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Identifying effective arrangements for tenancy management service delivery to remote Indigenous communities

Citation

Habibis, D and Phillips, R and Phibbs, P and Verdouw, J, Identifying effective arrangements for tenancy management service delivery to remote Indigenous communities, AHURI Positioning Paper, 165 pp. 1-51. ISSN 1834-9250 (2015) [Refereed Article]

Copyright Statement

2015 AHURI

Official URL: http://www.ahuri.edu.au/publications/projects/p410...

Abstract

This report provides the background and introduction to the second phase of research examining reforms in the way tenancy management is undertaken in remote Indigenous communities across northern Australia. The first phase of the study was undertaken in 2013 and involved a review of the progress of tenancy management reforms in four jurisdictions of the NT, QLD, WA and SA, and an analysis of the feasibility of a further, more in-depth investigation into the implementation, effectiveness and sustainability of the reforms and the differing policy and service delivery approaches. The second phase of this study commenced in mid-2014 and aims to investigate empirically and in more depth how well those arrangements are working, the appropriateness and effectiveness of the tenancy management policy and service delivery approaches, and the efficiency and value for money of the tenancy and maintenance service delivery models. The aim is to identify and share policy and practice lessons across jurisdictions and nationally that will inform sustainable tenancy management arrangements and decisions about further Commonwealth and state/territory investments in housing for remote Indigenous communities. The purpose of this report is to establish the context and set out the research approach for this second phase of the study. It provides a summary of the findings and conclusions from the first phase of the research in the form of a condensed and updated version of the published Phase 1 Final Report (Habibis et al. 2014) and details of the aims, research questions and methods that are being employed for Phase 2. The research is positioned in the context of broader reforms to remote Indigenous housing that have seen the Australian Government providing resources to state and territory governments to improve housing conditions and expand housing options. The research is, however, specifically concerned with reforms to tenancy and property management aimed at achieving long-term benefits for tenants and communities as well as extending the life of dwellings.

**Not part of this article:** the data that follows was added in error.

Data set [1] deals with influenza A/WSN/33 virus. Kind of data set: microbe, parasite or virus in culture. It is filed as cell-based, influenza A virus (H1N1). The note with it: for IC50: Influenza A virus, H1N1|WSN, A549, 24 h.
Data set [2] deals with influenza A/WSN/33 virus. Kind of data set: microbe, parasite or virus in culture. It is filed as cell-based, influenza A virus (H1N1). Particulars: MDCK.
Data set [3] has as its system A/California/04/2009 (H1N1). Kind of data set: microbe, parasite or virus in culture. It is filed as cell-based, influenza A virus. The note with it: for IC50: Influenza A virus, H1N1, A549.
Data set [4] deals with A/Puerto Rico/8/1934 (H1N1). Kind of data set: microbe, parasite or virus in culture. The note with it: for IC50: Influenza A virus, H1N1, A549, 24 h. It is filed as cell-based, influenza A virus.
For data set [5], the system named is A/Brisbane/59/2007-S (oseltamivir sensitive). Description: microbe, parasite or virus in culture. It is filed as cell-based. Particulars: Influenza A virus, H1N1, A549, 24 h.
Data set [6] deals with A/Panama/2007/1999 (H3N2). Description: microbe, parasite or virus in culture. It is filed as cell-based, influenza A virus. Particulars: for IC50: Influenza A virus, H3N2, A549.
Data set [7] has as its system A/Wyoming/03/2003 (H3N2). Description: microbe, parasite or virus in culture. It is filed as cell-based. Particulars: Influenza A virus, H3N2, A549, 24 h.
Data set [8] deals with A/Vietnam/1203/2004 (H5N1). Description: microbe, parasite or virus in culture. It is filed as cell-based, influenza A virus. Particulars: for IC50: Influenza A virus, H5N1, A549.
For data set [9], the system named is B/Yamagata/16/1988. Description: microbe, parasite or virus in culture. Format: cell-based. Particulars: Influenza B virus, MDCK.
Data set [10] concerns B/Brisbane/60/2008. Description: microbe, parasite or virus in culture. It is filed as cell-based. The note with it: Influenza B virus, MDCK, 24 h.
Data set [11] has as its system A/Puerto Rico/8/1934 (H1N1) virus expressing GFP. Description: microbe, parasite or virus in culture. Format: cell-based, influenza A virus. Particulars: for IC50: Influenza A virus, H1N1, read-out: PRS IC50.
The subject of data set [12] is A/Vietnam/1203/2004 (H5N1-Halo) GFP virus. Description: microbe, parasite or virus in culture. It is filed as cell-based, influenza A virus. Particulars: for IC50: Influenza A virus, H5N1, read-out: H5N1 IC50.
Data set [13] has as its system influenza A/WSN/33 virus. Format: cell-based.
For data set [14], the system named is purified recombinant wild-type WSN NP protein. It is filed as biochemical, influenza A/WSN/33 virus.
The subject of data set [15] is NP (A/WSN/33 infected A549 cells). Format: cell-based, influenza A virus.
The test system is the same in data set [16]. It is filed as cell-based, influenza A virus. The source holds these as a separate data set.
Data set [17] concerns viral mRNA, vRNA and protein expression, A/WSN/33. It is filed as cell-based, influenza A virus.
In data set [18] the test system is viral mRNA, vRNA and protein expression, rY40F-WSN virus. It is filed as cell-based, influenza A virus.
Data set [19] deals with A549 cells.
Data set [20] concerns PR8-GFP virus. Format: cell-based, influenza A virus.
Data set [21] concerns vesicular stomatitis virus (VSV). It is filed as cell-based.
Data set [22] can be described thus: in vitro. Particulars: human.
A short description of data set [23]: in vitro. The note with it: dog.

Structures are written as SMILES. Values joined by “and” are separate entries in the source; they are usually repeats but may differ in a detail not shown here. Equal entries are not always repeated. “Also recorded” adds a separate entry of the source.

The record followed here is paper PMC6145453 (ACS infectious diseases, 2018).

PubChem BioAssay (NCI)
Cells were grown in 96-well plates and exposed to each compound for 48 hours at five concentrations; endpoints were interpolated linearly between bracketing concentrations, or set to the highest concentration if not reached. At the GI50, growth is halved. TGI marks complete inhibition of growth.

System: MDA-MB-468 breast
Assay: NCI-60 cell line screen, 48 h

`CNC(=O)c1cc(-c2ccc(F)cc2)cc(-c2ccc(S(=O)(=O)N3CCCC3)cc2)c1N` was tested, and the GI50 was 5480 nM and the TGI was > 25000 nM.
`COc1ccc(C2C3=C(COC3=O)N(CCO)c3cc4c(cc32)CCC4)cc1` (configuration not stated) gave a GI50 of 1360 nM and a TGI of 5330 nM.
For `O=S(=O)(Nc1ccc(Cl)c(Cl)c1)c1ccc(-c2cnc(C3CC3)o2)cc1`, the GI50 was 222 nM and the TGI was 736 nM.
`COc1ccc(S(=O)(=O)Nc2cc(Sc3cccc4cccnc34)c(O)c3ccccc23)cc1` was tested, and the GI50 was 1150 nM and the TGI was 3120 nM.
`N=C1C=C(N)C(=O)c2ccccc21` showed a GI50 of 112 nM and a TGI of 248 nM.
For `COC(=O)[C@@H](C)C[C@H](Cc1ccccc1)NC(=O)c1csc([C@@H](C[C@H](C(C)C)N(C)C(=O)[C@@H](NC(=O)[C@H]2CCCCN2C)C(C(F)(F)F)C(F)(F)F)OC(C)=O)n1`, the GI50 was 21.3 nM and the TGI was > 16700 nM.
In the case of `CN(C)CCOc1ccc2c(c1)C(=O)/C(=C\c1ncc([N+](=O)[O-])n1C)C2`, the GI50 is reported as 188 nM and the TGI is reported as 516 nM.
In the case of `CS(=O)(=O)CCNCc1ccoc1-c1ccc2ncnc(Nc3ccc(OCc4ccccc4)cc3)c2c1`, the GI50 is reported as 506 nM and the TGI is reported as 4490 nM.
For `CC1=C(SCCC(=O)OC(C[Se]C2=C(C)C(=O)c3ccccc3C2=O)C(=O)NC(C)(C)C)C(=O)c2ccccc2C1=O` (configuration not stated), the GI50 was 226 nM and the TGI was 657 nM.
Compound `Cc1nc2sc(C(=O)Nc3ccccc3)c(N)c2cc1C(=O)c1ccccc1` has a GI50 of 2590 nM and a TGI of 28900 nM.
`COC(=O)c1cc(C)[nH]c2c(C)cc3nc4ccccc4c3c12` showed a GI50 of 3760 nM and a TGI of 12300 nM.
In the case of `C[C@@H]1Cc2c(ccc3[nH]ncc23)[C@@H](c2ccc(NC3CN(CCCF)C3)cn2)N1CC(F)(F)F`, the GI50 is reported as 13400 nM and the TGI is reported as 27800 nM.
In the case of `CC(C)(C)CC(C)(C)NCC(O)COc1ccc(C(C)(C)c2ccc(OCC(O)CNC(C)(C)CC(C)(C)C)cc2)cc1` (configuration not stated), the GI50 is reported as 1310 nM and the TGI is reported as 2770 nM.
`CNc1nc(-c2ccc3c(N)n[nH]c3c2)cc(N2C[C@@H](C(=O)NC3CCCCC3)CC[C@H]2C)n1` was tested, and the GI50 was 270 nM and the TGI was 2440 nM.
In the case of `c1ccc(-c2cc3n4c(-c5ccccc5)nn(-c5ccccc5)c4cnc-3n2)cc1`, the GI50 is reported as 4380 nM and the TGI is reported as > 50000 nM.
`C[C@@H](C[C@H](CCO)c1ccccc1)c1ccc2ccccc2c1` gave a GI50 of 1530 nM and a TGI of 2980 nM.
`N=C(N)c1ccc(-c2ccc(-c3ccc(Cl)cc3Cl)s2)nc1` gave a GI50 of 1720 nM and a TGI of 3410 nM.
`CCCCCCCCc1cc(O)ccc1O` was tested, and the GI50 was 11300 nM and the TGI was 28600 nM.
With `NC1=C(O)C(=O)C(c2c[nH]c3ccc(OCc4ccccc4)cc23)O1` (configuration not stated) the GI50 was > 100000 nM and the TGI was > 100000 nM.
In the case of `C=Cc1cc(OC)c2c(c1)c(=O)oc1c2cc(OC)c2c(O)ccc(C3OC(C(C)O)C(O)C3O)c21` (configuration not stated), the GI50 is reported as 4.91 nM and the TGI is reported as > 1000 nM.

Item Details

Item Type:Refereed Article
Keywords:Indigenous, Housing, Remote Indigenous Communities, Housing Management
Research Division:Studies in Human Society
Research Group:Sociology
Research Field:Urban Sociology and Community Studies
Objective Division:Law, Politics and Community Services
Objective Group:Community Service (excl. Work)
Objective Field:Structure, Delivery and Financing of Community Services
Author:Habibis, D (Associate Professor Daphne Habibis)
Author:Verdouw, J (Dr Julia Verdouw)
ID Code:102013
Year Published:2015
Deposited By:Social Sciences
Deposited On:2015-07-22
Last Modified:2016-03-18
Downloads:0

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